No nineteenth-century tombs exist in Central Florida. Mausoleum construction did not begin until 1905, and the trend grew slowly until the 1960s and 1970s. During the peak construction period, an average of just over one mausoleum per year was built.  This steady period was followed by a dearth of construction in the 1980s. Pre-need sales pushed the totals much higher in the 1990s, and many of the newer tombs are still partially empty.

The late popularity of mausoleums in the Central Florida area may be tied to the population of the region. At the beginning of the twentieth century, the population of the area was just 11,374. The number of permanent residents of Orange and Seminole counties grew steadily through the century. Within this time period, there were two large growth spurts. The first occurred between 1920 and 1930, when there was a 121.8% increase, and the second was between 1950 and 1960, with a 124.6% increase.[7] The number of mausoleums built during these decades also shows a larger increase than normal.


The orientation of Central Florida tombs is entwined in the aesthetics of the cemetery landscape and in religious burial practices. The measurement is based on the direction that the inscriptions or doors face; eleven of the seventeen cemeteries have their mausoleums facing towards the cardinal directions.[8] The Christian practice of burying the dead on an east-west orientation can be seen in the smaller cemeteries, where sixty (56%) of the 107 overall tombs stand on that axis.[9] The actual direction of the bodies’ orientation is unknown, as that data is not recorded. The remaining cemeteries are more fluid in their design, causing the tombs to face either the curved driveways or the lakeshore near where they were built. All of the commercial memorial parks (All Faiths, Chapel Hill, Glenhaven, Oaklawn, and Woodlawn), along with the city cemetery of Orlando (Greenwood), have this type of layout, and the tomb orientations span the compass.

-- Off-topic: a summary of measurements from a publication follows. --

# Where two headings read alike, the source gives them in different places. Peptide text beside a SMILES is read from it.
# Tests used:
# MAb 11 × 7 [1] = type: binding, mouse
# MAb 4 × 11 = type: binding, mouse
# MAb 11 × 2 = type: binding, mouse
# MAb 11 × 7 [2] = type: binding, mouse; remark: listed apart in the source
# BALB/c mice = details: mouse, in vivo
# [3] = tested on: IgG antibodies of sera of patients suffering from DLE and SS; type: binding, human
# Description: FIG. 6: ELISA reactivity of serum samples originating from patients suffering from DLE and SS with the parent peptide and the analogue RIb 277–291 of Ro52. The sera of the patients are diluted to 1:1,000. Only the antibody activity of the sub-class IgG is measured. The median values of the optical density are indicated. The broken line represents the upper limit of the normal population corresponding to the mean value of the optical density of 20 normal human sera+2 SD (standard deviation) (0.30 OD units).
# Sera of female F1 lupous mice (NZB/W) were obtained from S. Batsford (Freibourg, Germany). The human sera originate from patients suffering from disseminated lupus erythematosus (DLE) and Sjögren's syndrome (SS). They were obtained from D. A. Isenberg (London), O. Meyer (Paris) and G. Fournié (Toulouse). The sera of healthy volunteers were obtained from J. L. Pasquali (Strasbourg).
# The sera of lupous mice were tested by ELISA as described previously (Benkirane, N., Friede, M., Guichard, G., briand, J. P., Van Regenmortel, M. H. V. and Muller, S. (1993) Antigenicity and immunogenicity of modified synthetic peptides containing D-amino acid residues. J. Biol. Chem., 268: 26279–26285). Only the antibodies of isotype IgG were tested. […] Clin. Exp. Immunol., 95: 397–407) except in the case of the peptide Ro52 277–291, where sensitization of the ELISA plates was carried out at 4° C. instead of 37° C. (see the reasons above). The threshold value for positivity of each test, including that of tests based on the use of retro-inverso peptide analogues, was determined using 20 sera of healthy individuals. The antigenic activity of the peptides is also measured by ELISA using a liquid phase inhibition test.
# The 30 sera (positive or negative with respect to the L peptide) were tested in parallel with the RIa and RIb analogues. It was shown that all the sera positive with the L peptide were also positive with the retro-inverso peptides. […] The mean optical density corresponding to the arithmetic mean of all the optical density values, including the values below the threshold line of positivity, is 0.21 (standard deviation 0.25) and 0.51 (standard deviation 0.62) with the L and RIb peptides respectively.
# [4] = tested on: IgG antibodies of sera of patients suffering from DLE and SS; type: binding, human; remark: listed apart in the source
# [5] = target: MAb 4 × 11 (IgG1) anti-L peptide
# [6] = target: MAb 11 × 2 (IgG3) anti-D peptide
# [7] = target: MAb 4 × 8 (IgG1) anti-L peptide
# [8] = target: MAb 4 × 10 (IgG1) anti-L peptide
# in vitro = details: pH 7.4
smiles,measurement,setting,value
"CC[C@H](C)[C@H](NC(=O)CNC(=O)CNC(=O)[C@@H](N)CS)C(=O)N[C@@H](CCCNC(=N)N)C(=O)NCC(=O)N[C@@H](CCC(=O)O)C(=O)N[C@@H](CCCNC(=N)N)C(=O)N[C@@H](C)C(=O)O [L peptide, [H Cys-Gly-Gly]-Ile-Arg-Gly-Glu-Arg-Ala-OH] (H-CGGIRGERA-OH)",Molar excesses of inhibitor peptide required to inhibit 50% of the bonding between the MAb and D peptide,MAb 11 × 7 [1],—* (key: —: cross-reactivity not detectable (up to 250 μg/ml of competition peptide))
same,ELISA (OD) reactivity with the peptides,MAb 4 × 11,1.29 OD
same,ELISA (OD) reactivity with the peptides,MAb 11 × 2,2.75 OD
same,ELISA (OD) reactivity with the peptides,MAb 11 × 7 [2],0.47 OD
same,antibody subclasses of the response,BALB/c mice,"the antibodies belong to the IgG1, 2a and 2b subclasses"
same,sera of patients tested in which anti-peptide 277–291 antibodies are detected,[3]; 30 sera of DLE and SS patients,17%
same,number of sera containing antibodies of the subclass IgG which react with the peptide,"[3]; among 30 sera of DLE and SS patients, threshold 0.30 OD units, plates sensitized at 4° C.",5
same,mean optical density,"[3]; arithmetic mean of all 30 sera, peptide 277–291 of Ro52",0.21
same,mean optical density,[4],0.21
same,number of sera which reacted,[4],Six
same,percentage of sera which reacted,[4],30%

Only twenty-seven of the mausoleums have epitaphs (25.2%). These can be categorized as religious passages, relationship identifiers, or other. Seven epitaphs are at the tomb level (“Coming Home,” “Forever in Love,” “Shangri-La,” “Together Forever,” Isaiah 40:31, John 11:25, and Luke 10:30); the remainder are specific for an individual. The six religious passages on Central Florida tombs are split evenly between individual epitaphs and tomb level. One example is in Greenwood Cemetery, Orlando, on the tomb of Fred S. Weeks. The passage is Luke 10:30, “A certain man went down from Jerusalem to Jericho and fell among thieves.” However, Mr. Weeks was not quoting scripture, but describing his life. He was swindled out of his money, and his wife left him. After he finished building the mausoleum himself, he etched not only the passage but also the names of the men who swindled him into one of the doors.[10] His family had the names removed from the door, leaving a rectangle missing from the left-hand door just above the handle.

Relationship epitaphs are the most common, with nineteen individuals on eleven tombs. Some relationship identifiers use more than one term such as “Beloved Father and Husband.” The relationship terms appearing on the mausoleums were (in order of frequency) mother (5), wife (5), daughter (4), father (3), husband (2), son (2), brother (1), sister (1), grandfather (1), and grandmother (1). The “other” category includes such things as nicknames, Rest in Peace, and other common phrases (e.g., “None knew thee but to love thee”).

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[1] Paula J. Fenza, “Communities of the Dead: Tombstones as a Reflection of Social Organization,” Markers VI (1989):136–157.

[2] The thirteen empty mausoleums were undated and were not included in this analysis.

[3] The Sims family tomb is constructed of brick and is covered by blue ceramic tiles (Fig. 10). It is the most unique tomb in the survey area.

[4] Cronin, “Introduction,” 4. Also, Norm Brown, sexton of Palm Cemetery, Winter Park, told the author that the Dakota Granite Company (Milbank, SD) shipped a walk-in mausoleum to the cemetery.

[5] Kenneth T. Jackson and Camilo José Vergara, Silent Cities: The Evolution of the American Cemetery (New York: Princeton Architectural Press, 1989): 20.

[6] Mytum, Mortuary Monuments, 99; John S. Sledge, Cities of Silence: A Guide to Mobile’s Historic Cemeteries (Tuscaloosa, AL: The University of Alabama Press, 2002): xcii.

[7] U.S. Bureau of the Census, Population of Counties by Decennial Census: 1900 to 1990, Washington, DC, 1995. Online at

[8] The measurements for cardinal directions include a variance of plus or minus ten degrees, as many times, east-west burials were based on the sunrise and sunset and not necessarily due east or due west.

[9] H. J. Rose, “Celestial and Terrestrial Orientation of the Dead,” The Journal of the Royal Anthropological Institute of Great Britain and Ireland 52 (January 1922):127–140.

[10] Donald Price, sexton of Greenwood Cemetery, told the story to the author during the moonlight tour of the cemetery on Friday March 2, 2007.